Institutional failures are also manifested on the low rates of convictions under a 2006 law criminalising domestic violence. On average, just 23% of prosecuted perpetrators were convicted, and the vast majority received suspended sentences, while the number of men who are prosecuted are nowhere close to the ones accused of abuse (Michaelson & Sidiropoulou 2021). The percentage of men serving prison time after domestic violence convictions also fell from 16.4% in 2016 to 6% in 2019, even as convictions for domestic violence hit a five-year peak. The impunity of perpetrators further discourages women from reporting their abuse, a devastating consequence that is enabled by a culture that excuses male violence . A recently passed law that can force women to share custody of their children with their abusive former partner is yet another major step backwards (Human Rights Watch 2021). Member of Parliament Yannis Loverdos stated that the law is justified on the grounds that “even if a man is abusive as a husband, that does not mean he is not a good father” ( 2021)

Mainstream & Public Discourse

For the first time ever, as a result of the Greek #metoo movement which gained prominence in 2021, stories of gendered violence and abuse are finally coming under the spotlight. While this is undoubtedly a positive development, it has also revealed the miasma pervading Greek society: sexism and toxic masculinity. Stories of abuse that have made it to the public scene have stirred up a deep public debate, spotlighting the resistance of Greek public opinion to move beyond outdated perceptions of gendered roles and stereotypes.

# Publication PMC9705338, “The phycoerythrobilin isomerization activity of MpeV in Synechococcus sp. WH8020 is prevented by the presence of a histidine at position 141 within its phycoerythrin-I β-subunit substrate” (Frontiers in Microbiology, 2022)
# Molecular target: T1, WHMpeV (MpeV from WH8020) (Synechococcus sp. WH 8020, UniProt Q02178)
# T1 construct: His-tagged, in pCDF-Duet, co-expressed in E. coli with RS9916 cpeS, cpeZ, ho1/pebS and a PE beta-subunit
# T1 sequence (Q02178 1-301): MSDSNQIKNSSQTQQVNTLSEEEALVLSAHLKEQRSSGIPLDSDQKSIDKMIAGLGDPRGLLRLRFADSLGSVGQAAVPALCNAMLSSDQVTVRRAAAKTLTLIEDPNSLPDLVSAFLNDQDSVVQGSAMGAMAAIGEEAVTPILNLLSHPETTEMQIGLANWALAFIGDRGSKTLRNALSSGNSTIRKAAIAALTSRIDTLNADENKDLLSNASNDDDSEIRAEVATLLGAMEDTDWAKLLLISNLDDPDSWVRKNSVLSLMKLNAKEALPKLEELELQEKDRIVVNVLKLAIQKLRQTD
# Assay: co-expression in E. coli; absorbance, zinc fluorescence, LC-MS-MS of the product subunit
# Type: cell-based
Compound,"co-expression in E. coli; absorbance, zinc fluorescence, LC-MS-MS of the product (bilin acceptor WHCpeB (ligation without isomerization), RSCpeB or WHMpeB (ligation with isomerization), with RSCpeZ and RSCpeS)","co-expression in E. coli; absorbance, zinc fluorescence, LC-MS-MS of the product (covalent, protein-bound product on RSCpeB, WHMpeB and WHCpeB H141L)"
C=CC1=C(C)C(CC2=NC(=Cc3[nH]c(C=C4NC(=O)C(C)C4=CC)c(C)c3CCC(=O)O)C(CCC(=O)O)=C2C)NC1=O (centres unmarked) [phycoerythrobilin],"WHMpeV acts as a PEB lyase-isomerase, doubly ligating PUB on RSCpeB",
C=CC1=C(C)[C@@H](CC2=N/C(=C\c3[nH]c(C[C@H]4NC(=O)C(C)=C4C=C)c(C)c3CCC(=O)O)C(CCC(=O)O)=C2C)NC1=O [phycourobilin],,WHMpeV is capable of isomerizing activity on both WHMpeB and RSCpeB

Women who come forward as survivors of abuse, or even the ones who are murdered, tend to be stigmatized by the media and the public’s constant search for "justifications" of their perpetrators’ criminal actions. Abusive relationships are widely romanticised by people who argue that men who murdered their former partners did so ‘out of love’, because they couldn’t live without them or bear the thought of them being with another man. The normalisation of toxic jealousy and possessive behaviour comes as no surprise in a society dominated by a problematic macho culture, where numerous men may identify with the entitlement of perpetrators over their partners’ lives. To put it bluntly, public opinion in Greece to a large extent tolerates and reinforces the culture of gender-based abuse and violence against women.